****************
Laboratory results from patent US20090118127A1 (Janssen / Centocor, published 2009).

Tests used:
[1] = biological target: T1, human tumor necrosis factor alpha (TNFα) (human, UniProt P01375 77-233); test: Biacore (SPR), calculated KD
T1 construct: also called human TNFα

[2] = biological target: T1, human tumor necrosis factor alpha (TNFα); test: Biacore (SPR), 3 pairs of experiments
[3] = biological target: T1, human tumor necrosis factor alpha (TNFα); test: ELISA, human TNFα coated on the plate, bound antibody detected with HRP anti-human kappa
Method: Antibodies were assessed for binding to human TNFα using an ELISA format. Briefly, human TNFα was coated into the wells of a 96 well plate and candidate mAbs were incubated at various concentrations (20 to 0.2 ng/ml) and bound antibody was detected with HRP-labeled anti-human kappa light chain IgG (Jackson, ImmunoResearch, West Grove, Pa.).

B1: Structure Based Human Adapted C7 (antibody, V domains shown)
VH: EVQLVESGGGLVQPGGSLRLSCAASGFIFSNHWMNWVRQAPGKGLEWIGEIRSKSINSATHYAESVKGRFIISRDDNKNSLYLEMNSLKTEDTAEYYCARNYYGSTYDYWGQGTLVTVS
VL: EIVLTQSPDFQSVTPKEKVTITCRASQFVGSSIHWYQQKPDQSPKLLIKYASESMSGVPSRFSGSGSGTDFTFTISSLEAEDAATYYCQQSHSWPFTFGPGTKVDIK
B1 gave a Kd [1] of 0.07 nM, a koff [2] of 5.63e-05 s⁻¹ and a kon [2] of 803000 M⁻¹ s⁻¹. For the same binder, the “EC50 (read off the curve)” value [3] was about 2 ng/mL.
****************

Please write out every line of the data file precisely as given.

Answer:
Laboratory results from patent US20090118127A1 (Janssen / Centocor, published 2009).

Tests used:
[1] = biological target: T1, human tumor necrosis factor alpha (TNFα) (human, UniProt P01375 77-233); test: Biacore (SPR), calculated KD
T1 construct: also called human TNFα

[2] = biological target: T1, human tumor necrosis factor alpha (TNFα); test: Biacore (SPR), 3 pairs of experiments
[3] = biological target: T1, human tumor necrosis factor alpha (TNFα); test: ELISA, human TNFα coated on the plate, bound antibody detected with HRP anti-human kappa
Method: Antibodies were assessed for binding to human TNFα using an ELISA format. Briefly, human TNFα was coated into the wells of a 96 well plate and candidate mAbs were incubated at various concentrations (20 to 0.2 ng/ml) and bound antibody was detected with HRP-labeled anti-human kappa light chain IgG (Jackson, ImmunoResearch, West Grove, Pa.).

B1: Structure Based Human Adapted C7 (antibody, V domains shown)
VH: EVQLVESGGGLVQPGGSLRLSCAASGFIFSNHWMNWVRQAPGKGLEWIGEIRSKSINSATHYAESVKGRFIISRDDNKNSLYLEMNSLKTEDTAEYYCARNYYGSTYDYWGQGTLVTVS
VL: EIVLTQSPDFQSVTPKEKVTITCRASQFVGSSIHWYQQKPDQSPKLLIKYASESMSGVPSRFSGSGSGTDFTFTISSLEAEDAATYYCQQSHSWPFTFGPGTKVDIK
B1 gave a Kd [1] of 0.07 nM, a koff [2] of 5.63e-05 s⁻¹ and a kon [2] of 803000 M⁻¹ s⁻¹. For the same binder, the “EC50 (read off the curve)” value [3] was about 2 ng/mL.